It’s a slow process, but I’ve been trying to get myself out to more portfolio reviews when I can get them. I’ll usually give people cat stickers or post-it notes, but I had an idea recently to use the tiny letterpress to make some calling cards. Not business cards- I’m far too independent and self-depreciating for them – just something to give someone, to hopefully remind them they met me.
Letterpressing alone would make for a nice and somewhat-unique thing in this world, but I had an idea for how to make them more interesting. I’m constantly drawing robots doing mundane things, which I’ve combined into the cards – along with my name, I’ve letterpressed in a template for a robot, which I can fill in for the recipient based on the mood of the encounter.
As I was printing something as small as intended with my little letterpress (for once), it gave a really good deep impression on the paper stock.
Check out the tiny video I made about making these tiny cards!
Now let’s hope I can find some interesting people to give them to.
I created the above illustration for Barbican’s Sci-fi poster competition. Clean-up in Sector Six imagines a team of domesticated robots commissioned to travel into junk orbit and collect the space junk that is floating out there. Inside their rocket ship, they dismantle the trash they capture, and after sorting it for valuables, use the rest as fuel for their engine that powers the ship. They’re kind of like space wombles! Of course, because their job is cleaning, they can’t help cleaning up their ship perpetually as well.
I do like to think about junk orbit from time to time. Some of the stuff floating around up there would have been the most expensive objects ever created in their time. Now they just hover around out there, trying not to cause any accidents. Kind of like how I feel on the internet.
This weekend’s project was an upgrade of sorts for Speakerbot, the little robot that lives beside my turntables.
He originally came to be because my speakers sat on different shelves that weren’t the same height in an old apartment. Of course the way to remedy that was to make a robot to bring one speaker up to the right height. Here was my original illustration of the idea:
A couple of days later, he emerged from the cardboard
Then he had a well-received lick of paint
About five years later, the cardboard was starting to get a little soft and wobbly, so this weekend I rebuilt him out of MDF. Who knew cardboard could be so human-like?
An upgrade was done to his electricals, including some new switches on the light-matrix and a new meter that can just-about be hooked up to the music to display its current.
He stands a lot firmer now, and will hopefully last longer than the cardboard incarnation did!
One of my favourite cakes is a coffee and walnut cake. I got the recipe from my gran – she still makes the cake, my mum makes it, and now Lilly and I make it too. The only thing about the cake is it has a secret ingredient – it’s not coffee in any way I’ve known it.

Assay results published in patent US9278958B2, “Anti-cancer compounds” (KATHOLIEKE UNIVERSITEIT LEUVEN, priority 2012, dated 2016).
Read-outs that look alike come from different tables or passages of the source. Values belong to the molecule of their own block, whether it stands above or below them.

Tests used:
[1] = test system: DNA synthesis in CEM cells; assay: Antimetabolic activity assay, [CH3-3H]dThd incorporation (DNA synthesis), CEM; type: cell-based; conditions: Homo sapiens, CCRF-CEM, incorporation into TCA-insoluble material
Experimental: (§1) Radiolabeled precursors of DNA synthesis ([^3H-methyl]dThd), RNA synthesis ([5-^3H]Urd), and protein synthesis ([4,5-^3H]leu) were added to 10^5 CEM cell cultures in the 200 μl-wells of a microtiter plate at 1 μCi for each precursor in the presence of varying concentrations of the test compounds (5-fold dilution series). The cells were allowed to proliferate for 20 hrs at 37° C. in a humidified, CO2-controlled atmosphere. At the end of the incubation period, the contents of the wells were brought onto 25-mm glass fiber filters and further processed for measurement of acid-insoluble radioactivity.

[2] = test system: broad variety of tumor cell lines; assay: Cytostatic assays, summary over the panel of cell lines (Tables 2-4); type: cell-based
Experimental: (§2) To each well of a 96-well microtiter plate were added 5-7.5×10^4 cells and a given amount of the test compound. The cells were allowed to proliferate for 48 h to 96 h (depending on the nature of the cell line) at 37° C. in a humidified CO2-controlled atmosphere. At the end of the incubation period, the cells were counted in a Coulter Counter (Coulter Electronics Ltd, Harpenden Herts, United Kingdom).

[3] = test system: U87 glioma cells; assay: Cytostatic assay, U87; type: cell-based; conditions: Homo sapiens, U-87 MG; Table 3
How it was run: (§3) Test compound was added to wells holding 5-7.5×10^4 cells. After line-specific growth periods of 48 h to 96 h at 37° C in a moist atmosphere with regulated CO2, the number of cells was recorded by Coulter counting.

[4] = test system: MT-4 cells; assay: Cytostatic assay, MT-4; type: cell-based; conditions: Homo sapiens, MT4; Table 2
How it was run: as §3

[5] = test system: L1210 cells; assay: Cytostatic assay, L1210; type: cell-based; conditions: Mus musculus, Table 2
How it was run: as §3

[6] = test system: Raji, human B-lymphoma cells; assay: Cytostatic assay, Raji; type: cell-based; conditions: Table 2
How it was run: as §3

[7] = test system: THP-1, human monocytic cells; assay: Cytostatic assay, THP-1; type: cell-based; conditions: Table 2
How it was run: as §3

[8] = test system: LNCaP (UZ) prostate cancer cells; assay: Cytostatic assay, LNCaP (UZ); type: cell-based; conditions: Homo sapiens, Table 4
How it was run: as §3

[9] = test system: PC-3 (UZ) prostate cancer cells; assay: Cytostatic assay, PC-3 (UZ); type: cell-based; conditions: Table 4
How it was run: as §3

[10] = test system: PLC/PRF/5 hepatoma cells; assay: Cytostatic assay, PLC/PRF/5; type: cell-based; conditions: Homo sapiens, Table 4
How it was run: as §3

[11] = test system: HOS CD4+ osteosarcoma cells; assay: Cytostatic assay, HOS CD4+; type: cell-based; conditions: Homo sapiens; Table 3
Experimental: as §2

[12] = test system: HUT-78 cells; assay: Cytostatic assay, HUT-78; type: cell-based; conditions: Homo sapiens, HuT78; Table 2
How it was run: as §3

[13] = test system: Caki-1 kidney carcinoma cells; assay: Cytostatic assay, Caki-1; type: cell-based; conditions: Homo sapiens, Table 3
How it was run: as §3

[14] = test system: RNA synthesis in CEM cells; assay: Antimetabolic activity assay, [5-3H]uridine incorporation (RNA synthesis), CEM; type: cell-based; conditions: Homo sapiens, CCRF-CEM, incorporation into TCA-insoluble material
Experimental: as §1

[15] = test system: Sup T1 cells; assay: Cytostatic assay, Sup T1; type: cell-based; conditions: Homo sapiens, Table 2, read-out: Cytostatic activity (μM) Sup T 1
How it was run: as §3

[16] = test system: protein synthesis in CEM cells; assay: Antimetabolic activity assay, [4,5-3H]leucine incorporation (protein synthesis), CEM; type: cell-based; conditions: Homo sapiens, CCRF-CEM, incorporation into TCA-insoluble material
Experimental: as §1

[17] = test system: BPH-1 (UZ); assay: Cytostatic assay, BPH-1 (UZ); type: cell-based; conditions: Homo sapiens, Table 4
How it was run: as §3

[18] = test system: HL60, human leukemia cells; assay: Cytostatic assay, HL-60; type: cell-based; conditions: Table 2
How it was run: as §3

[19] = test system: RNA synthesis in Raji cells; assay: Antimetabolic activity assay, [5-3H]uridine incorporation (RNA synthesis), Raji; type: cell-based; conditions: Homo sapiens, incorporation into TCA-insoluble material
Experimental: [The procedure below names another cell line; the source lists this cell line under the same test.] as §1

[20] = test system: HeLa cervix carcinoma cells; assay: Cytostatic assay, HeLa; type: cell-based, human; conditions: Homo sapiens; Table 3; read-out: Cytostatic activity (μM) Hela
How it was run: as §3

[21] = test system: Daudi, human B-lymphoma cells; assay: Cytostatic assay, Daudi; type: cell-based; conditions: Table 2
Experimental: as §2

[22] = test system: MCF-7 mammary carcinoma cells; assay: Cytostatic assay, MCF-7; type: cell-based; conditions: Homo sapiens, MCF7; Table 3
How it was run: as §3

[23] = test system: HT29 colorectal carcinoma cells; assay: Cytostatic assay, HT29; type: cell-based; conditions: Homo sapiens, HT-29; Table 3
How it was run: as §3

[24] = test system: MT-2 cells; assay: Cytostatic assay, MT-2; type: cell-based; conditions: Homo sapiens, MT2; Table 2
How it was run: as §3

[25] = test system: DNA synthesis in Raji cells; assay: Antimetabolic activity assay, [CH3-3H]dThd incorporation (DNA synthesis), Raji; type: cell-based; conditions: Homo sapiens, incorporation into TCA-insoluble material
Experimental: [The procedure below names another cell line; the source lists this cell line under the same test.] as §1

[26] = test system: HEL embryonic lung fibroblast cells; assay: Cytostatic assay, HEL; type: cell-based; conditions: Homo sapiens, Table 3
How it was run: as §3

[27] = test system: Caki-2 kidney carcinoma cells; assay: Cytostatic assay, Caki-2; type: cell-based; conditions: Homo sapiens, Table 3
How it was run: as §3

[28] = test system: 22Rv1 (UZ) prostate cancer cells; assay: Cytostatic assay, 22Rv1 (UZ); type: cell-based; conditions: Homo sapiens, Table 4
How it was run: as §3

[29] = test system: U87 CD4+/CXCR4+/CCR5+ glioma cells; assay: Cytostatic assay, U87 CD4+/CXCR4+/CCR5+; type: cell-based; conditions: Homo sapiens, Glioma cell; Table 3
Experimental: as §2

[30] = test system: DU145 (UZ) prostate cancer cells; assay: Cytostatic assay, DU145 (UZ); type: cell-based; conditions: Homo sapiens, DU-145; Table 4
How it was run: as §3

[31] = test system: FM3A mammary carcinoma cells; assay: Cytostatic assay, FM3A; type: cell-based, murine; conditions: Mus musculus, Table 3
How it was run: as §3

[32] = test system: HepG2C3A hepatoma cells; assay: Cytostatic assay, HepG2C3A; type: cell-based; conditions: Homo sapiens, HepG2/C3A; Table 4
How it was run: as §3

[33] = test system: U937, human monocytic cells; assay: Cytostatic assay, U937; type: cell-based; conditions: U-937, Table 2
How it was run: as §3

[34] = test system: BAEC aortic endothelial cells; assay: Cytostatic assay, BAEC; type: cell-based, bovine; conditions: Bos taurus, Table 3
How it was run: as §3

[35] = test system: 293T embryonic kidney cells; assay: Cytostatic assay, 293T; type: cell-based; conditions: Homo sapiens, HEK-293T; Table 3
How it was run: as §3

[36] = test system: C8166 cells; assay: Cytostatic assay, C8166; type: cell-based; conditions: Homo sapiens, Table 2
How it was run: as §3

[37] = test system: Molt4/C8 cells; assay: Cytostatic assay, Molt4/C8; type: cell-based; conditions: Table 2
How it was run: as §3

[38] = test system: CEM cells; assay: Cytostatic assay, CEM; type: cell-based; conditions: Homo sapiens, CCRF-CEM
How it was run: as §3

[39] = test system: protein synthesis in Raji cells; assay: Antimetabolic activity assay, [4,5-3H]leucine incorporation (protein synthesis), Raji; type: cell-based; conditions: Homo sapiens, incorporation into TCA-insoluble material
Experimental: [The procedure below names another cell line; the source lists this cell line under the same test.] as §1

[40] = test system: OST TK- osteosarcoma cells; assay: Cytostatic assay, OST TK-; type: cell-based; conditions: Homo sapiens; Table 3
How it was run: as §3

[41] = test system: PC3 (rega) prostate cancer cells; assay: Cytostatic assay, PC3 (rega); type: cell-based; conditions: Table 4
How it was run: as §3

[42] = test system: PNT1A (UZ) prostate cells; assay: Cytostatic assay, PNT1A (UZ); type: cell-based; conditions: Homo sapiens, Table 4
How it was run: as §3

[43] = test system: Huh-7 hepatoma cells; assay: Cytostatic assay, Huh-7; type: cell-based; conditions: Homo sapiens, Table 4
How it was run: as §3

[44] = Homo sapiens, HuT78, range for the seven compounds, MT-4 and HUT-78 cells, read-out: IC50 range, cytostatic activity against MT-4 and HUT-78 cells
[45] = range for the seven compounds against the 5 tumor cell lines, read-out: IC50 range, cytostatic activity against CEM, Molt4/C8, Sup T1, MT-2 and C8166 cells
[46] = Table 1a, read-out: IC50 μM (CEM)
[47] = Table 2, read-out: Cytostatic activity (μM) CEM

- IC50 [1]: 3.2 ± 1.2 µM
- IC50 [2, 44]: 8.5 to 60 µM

Can you tell what the secret ingredient is? Chances are, if you’re American, you probably can’t tell (as Lilly and I learnt last time we were on the other side of the Atlantic). If you’re British you might not know what it is either – the only occasion I’ve ever known to use it is in this cake.
Look at the robots go though! And the electric butter cow! Never stop making those little cakes guys, coffee and walnut forever!
If the title of this post didn’t make it clear enough, I was really pleased with the hyper-detailed looping animated gif of a robot factory I made earlier this year. So much so I have decided to make another one. This time they’re making – you guessed it – washing machines!
It took a lot of energy, but for a 1.1 second loop, you can spent a whole lot longer than that looking at it to follow what’s going on.
My favourite bit is the robot who stretches the drive belt over the drum. It feels nice when things come out of my brain in the way I imagined them!
I was digging through my archives last week and got completely distracted by this six-piece post-it drawing I did a year ago. After staring at it for a moment, I had the idea of turning it into an animated gif, so this weekend instead of watching it rain, I got to work.
I think it has to be the best damn animated gif I’ve ever made. It loops so perfectly, and it’s full of robots and washing machines. It’s a pretty good representation of what goes on in my mind too.
You can click it to load a huge version of the drawing if you want to check out some of the detail in it!
A happilly French robot, who is bendy, but perhaps not as flexible as the Maître d’ from The Triplets of Belleville?
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